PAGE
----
Newspaper article The Florida Times Union

Nassau Jabbed for Math Teacher Shortage Fernandina High in Crucial Need

Newspaper article The Florida Times Union

Nassau Jabbed for Math Teacher Shortage Fernandina High in Crucial Need

Article excerpt

Filling a vacant math teaching position at Fernandina Beach High School might be an equation Nassau County educators cannot solve.

A critical shortage of math personnel and a hiring mix-up has left one class of students with a pair of job-sharing substitute teachers. The Nassau County School Board calls it a solution, but some parents say it isn't the answer.

Evelyn Horky, a Nassauville resident whose son is in the class, told the School Board on Thursday that the situation is unacceptable.

Horky told the School Board that her son was not doing well in the class and blamed his performance on a lack of communication between the teachers. She said it wasn't fair for students to have two teachers teaching them the same subject.

"Other parents, I fully encourage you to get involved and listen to your students," she said. "All of them want to brush it off as a student problem rather than a teaching problem. Don't do a disservice and let this happen to other students."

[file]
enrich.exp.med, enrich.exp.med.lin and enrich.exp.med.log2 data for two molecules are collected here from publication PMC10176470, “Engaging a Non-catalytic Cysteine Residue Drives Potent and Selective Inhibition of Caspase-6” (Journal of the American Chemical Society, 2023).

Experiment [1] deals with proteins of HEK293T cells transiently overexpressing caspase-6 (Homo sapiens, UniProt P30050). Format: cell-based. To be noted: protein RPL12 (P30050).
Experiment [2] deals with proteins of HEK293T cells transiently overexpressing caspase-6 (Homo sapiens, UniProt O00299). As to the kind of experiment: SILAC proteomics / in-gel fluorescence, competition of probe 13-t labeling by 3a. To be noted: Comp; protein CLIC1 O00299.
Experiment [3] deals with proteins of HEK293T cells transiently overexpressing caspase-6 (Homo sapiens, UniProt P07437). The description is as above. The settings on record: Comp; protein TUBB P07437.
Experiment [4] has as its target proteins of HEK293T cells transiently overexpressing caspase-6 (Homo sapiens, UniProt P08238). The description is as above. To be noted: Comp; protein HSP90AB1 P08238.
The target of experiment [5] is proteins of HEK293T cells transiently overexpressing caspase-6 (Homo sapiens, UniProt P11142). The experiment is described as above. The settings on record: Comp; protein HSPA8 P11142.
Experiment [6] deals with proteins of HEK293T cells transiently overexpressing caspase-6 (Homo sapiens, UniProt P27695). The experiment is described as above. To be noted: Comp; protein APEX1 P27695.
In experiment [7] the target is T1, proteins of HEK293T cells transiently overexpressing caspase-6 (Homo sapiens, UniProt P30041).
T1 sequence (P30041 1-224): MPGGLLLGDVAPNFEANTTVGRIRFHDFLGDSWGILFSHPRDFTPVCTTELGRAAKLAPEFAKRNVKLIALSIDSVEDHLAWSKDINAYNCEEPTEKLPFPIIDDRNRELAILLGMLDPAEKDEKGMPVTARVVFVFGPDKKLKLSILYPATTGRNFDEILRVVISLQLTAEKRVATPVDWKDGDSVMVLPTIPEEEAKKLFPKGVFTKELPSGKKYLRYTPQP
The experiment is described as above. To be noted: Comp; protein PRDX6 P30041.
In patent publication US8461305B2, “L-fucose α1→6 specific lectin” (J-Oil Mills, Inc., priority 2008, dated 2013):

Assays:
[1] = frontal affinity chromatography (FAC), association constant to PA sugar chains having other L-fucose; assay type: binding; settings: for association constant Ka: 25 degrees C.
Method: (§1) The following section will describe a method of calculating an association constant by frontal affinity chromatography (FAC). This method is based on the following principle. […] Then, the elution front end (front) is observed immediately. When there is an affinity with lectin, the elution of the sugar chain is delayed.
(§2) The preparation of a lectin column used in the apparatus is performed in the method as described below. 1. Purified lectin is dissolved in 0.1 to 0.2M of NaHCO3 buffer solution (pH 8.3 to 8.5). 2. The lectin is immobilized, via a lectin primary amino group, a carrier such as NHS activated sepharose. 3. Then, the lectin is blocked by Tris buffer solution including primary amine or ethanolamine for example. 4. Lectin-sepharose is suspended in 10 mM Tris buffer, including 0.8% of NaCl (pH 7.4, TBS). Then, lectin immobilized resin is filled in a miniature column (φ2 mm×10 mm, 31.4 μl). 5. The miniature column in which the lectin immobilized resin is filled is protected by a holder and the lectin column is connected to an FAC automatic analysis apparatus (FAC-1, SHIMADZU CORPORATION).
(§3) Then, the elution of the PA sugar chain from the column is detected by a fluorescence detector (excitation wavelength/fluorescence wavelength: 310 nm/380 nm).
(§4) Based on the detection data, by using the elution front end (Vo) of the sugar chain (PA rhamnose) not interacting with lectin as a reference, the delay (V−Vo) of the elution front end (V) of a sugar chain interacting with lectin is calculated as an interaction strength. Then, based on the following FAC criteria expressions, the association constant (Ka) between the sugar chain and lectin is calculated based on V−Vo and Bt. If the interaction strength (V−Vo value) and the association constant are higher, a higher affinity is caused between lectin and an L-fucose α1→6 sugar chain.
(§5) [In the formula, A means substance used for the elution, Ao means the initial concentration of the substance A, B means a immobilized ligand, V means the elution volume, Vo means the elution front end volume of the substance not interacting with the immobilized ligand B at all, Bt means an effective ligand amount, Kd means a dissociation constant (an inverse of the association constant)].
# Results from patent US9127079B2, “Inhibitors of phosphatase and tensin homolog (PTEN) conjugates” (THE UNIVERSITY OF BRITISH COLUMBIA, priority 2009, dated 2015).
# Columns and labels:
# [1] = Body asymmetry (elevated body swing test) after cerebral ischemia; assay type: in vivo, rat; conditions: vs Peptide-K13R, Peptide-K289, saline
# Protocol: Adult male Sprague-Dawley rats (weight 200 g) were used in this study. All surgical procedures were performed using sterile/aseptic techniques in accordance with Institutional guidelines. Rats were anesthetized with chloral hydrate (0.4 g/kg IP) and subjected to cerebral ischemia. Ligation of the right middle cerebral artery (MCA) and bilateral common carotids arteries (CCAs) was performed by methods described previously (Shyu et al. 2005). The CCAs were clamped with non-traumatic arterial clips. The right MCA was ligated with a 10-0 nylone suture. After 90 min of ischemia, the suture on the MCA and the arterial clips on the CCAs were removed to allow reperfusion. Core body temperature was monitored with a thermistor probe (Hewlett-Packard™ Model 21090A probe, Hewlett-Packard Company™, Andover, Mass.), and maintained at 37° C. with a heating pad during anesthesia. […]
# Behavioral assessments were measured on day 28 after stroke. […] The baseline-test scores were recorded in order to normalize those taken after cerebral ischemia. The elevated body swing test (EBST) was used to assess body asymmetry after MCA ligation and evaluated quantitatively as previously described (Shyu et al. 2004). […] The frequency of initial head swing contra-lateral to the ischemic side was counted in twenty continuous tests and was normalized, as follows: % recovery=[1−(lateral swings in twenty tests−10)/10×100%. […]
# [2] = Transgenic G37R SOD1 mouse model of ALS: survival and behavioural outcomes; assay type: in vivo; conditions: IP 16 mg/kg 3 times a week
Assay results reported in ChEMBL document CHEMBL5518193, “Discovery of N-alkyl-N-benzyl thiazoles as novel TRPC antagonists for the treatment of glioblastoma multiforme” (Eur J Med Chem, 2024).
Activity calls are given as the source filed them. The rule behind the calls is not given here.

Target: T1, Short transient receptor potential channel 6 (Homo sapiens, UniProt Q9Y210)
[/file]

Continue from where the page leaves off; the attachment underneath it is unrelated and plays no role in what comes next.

While Nassau County educators think the situation is less than ideal, they say it's their only recourse.

Joyce Menz, director of staff and program development for Nassau County schools, said the school system had offered Canadian resident Carmen Kittel, a math teacher with 10 years of experience, the position in July. But immigration problems prevented her from starting the job in August.

"She came very well-recommended," Menz said. "We were especially glad to have her because of the shortage."

Joline Hewett, director of personnel services for Nassau County schools, said the school system hired an immigration attorney to help Kittel obtain a work visa but the paper work has still not come through.

Meanwhile, the school system hired two certified math teachers, Marla Reynolds and Cynthia Janney, to substitute. Both women are former Nassau County teachers who were not working by choice.

"We understand the complications," Menz said. "But, we felt like this was best for our students. If those two teachers hadn't have been willing to substitute, the only alternative might have been a substitute without math experience."

Menz said the school system did not anticipate the extent of the immigration problems or of the shortage of math teachers and that she thinks despite major recruiting efforts the Fernandina Beach High class will not have a permanent math teacher this year. …

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